On their own, students are expected to read for at least 15 minutes each day in Spanish—reading any material they choose—and they also journal each day. Tahtinen-Pacheco notes reading is the top way to increase vocabulary in another language. Instead of buying textbooks, professors collect a student fee to pay for hands-on experiences around the Twin Cities. They visited One Reason Dance Studio—which is led by a Spanish-speaking pastor—Cuco’s Mexican Restaurant, and other spots. After COVID-19 restrictions hit, they participated in online Zumba and cooking classes. Thomas Welch ’24, a nursing major, enjoyed the hands-on nature of TOCCA courses when he took Spanish 101, and he is currently taking Spanish 102. He found “Charlitas”—practice times that consist of 15-minute conversations with a TA—helpful in learning to communicate with someone only in Spanish. “I feel like I'm getting useful information that I can utilize to speak Spanish,” he says.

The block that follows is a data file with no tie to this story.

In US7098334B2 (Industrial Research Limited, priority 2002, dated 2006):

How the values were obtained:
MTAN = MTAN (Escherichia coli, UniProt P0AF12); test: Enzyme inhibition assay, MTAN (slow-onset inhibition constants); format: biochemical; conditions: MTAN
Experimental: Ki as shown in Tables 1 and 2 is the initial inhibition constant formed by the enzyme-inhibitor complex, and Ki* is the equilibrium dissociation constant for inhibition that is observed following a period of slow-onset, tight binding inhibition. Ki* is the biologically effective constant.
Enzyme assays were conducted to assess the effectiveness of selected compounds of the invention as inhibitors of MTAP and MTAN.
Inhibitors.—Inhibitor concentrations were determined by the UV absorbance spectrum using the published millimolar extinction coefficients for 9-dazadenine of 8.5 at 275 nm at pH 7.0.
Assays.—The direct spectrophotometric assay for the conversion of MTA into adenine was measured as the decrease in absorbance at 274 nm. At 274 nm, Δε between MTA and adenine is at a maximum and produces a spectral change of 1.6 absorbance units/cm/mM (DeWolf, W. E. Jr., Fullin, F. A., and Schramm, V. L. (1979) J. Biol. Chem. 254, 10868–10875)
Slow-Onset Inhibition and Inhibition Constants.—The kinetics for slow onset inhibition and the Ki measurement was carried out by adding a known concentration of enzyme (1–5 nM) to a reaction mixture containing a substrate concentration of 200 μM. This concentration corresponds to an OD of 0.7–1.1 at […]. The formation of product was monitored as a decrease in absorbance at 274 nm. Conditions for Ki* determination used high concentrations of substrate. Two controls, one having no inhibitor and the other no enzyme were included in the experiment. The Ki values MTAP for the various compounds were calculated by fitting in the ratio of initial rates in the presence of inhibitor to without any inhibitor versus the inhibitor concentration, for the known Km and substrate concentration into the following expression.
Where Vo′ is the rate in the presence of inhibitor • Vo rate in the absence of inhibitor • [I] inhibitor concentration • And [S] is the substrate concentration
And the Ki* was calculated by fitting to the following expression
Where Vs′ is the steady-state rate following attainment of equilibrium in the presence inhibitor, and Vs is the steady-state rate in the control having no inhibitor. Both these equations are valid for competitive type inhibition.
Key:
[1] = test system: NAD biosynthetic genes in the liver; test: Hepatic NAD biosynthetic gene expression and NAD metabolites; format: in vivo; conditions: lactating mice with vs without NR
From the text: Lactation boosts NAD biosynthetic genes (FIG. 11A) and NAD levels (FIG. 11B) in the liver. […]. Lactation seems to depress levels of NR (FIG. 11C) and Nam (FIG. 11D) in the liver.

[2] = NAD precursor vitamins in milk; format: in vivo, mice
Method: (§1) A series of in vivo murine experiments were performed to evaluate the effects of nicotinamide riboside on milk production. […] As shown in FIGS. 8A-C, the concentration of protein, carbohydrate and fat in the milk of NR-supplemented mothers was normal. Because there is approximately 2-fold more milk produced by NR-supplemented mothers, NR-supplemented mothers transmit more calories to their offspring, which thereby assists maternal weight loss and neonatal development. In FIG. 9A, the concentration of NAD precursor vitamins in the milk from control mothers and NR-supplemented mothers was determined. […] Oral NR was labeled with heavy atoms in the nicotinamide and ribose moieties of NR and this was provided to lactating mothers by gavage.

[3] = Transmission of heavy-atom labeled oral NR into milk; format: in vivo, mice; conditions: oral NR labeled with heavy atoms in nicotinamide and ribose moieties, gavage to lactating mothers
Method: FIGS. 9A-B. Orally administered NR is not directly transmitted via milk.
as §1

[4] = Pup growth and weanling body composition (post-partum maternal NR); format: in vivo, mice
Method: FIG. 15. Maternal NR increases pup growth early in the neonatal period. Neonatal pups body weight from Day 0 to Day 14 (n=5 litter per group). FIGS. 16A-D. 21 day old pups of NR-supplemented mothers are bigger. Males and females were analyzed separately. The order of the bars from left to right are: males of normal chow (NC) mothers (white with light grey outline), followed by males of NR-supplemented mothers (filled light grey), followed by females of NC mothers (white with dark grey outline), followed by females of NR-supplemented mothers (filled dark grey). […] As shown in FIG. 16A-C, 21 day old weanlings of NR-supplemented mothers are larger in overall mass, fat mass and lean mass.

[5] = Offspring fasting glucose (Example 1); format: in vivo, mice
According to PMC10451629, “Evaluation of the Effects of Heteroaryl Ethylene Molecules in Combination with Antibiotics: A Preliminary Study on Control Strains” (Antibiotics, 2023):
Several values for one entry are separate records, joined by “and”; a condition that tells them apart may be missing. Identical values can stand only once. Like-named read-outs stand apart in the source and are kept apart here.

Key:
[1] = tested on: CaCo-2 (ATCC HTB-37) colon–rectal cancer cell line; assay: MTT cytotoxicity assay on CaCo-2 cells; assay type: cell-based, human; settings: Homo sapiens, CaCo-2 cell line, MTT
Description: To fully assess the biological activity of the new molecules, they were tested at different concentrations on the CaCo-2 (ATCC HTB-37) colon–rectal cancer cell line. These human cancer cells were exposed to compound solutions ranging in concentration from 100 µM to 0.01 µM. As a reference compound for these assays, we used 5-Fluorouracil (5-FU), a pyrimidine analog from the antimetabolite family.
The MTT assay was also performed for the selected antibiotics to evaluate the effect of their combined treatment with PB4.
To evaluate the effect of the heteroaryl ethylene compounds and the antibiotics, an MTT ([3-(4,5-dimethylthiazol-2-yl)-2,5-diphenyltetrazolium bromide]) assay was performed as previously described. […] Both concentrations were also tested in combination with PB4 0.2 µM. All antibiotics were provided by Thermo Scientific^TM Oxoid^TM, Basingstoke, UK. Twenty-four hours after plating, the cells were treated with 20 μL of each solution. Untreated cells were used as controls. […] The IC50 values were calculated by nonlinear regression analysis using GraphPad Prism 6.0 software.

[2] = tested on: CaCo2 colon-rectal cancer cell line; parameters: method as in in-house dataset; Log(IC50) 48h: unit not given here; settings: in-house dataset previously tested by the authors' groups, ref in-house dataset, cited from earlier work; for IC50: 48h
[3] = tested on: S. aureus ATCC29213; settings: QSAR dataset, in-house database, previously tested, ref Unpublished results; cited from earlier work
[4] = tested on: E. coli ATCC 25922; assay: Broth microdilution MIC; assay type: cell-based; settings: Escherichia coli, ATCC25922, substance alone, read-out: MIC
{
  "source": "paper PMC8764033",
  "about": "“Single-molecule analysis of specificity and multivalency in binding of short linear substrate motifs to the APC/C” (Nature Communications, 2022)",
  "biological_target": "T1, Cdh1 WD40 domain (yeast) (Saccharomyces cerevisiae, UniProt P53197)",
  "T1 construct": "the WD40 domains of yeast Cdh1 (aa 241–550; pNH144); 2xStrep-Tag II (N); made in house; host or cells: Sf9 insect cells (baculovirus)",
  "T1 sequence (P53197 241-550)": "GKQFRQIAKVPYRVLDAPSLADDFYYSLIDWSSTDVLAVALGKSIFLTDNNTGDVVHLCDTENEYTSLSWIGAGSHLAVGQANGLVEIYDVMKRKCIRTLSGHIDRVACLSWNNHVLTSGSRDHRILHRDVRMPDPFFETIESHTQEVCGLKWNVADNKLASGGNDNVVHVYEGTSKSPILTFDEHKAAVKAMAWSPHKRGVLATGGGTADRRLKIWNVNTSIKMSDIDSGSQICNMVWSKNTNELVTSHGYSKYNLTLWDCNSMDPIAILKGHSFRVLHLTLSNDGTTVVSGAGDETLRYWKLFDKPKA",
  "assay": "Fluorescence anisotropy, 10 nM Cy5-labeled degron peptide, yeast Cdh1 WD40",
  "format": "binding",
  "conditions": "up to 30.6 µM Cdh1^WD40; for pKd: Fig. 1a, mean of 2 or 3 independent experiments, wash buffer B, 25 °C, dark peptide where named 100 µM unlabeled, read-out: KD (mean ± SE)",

Bethel Spanish Courses

Communication and writing are both key parts of the TOCCA teaching method—or Task-Oriented, Community-Centered Acquisition—which is being piloted in Bethel Spanish 101 and Spanish 102 courses. Students start each class in a 15-minute “Café” time where they’re expected to stay immersed in Spanish, but they can use resources like notes on the white board or their own notes.